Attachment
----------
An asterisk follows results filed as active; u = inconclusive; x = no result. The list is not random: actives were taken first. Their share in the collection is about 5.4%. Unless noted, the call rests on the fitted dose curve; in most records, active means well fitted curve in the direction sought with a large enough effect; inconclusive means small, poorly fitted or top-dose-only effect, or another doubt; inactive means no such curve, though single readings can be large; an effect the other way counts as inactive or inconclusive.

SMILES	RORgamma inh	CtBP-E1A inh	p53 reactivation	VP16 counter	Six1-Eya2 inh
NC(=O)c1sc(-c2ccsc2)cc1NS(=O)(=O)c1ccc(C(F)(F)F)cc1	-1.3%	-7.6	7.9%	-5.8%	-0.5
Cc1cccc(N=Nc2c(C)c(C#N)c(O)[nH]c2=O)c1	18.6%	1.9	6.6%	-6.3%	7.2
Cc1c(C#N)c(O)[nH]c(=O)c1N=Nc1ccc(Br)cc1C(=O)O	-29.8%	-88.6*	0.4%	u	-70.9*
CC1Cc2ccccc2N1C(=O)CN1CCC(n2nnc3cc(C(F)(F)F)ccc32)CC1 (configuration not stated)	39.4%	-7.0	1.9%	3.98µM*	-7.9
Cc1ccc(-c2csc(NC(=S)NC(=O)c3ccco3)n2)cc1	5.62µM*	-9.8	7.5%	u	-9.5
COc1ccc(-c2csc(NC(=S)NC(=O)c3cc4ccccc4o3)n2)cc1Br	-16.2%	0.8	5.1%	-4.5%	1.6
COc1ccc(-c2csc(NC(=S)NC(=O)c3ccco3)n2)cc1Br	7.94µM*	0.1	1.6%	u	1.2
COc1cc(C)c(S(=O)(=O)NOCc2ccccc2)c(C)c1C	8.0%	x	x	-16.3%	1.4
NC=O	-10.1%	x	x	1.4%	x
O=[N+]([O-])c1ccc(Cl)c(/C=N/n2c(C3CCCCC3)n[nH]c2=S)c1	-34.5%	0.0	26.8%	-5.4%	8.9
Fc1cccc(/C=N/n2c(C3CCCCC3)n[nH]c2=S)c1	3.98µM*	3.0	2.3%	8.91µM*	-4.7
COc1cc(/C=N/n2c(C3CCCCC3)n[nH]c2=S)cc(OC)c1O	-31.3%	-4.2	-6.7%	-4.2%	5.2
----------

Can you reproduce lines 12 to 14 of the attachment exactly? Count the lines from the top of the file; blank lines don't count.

O=[N+]([O-])c1ccc(Cl)c(/C=N/n2c(C3CCCCC3)n[nH]c2=S)c1	-34.5%	0.0	26.8%	-5.4%	8.9
Fc1cccc(/C=N/n2c(C3CCCCC3)n[nH]c2=S)c1	3.98µM*	3.0	2.3%	8.91µM*	-4.7
COc1cc(/C=N/n2c(C3CCCCC3)n[nH]c2=S)cc(OC)c1O	-31.3%	-4.2	-6.7%	-4.2%	5.2